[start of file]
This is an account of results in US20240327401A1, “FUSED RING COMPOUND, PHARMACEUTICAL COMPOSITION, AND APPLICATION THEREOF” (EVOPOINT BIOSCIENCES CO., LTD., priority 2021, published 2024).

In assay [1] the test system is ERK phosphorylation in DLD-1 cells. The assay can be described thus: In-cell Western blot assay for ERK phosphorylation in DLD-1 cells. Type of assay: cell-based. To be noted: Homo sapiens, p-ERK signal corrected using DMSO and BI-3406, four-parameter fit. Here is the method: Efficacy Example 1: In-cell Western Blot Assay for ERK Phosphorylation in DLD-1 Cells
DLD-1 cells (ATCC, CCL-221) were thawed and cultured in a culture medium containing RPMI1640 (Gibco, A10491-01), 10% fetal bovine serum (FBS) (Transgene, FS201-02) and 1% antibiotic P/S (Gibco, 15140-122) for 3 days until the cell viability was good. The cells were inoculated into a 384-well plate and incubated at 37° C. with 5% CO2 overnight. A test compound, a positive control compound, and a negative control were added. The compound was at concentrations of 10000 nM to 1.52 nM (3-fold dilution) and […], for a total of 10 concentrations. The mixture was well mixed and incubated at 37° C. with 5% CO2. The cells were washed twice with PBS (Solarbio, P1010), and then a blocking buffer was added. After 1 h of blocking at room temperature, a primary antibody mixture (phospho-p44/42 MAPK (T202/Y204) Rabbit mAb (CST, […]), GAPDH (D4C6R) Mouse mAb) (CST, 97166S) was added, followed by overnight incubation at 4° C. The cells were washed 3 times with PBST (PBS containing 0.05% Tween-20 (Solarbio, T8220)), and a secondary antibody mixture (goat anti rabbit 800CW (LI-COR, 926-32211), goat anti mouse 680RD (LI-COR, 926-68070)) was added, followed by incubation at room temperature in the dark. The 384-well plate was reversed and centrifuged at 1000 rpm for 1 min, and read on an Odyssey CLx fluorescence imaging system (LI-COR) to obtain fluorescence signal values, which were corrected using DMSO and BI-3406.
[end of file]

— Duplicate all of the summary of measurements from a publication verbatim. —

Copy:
This is an account of results in US20240327401A1, “FUSED RING COMPOUND, PHARMACEUTICAL COMPOSITION, AND APPLICATION THEREOF” (EVOPOINT BIOSCIENCES CO., LTD., priority 2021, published 2024).

In assay [1] the test system is ERK phosphorylation in DLD-1 cells. The assay can be described thus: In-cell Western blot assay for ERK phosphorylation in DLD-1 cells. Type of assay: cell-based. To be noted: Homo sapiens, p-ERK signal corrected using DMSO and BI-3406, four-parameter fit. Here is the method: Efficacy Example 1: In-cell Western Blot Assay for ERK Phosphorylation in DLD-1 Cells
DLD-1 cells (ATCC, CCL-221) were thawed and cultured in a culture medium containing RPMI1640 (Gibco, A10491-01), 10% fetal bovine serum (FBS) (Transgene, FS201-02) and 1% antibiotic P/S (Gibco, 15140-122) for 3 days until the cell viability was good. The cells were inoculated into a 384-well plate and incubated at 37° C. with 5% CO2 overnight. A test compound, a positive control compound, and a negative control were added. The compound was at concentrations of 10000 nM to 1.52 nM (3-fold dilution) and […], for a total of 10 concentrations. The mixture was well mixed and incubated at 37° C. with 5% CO2. The cells were washed twice with PBS (Solarbio, P1010), and then a blocking buffer was added. After 1 h of blocking at room temperature, a primary antibody mixture (phospho-p44/42 MAPK (T202/Y204) Rabbit mAb (CST, […]), GAPDH (D4C6R) Mouse mAb) (CST, 97166S) was added, followed by overnight incubation at 4° C. The cells were washed 3 times with PBST (PBS containing 0.05% Tween-20 (Solarbio, T8220)), and a secondary antibody mixture (goat anti rabbit 800CW (LI-COR, 926-32211), goat anti mouse 680RD (LI-COR, 926-68070)) was added, followed by incubation at room temperature in the dark. The 384-well plate was reversed and centrifuged at 1000 rpm for 1 min, and read on an Odyssey CLx fluorescence imaging system (LI-COR) to obtain fluorescence signal values, which were corrected using DMSO and BI-3406.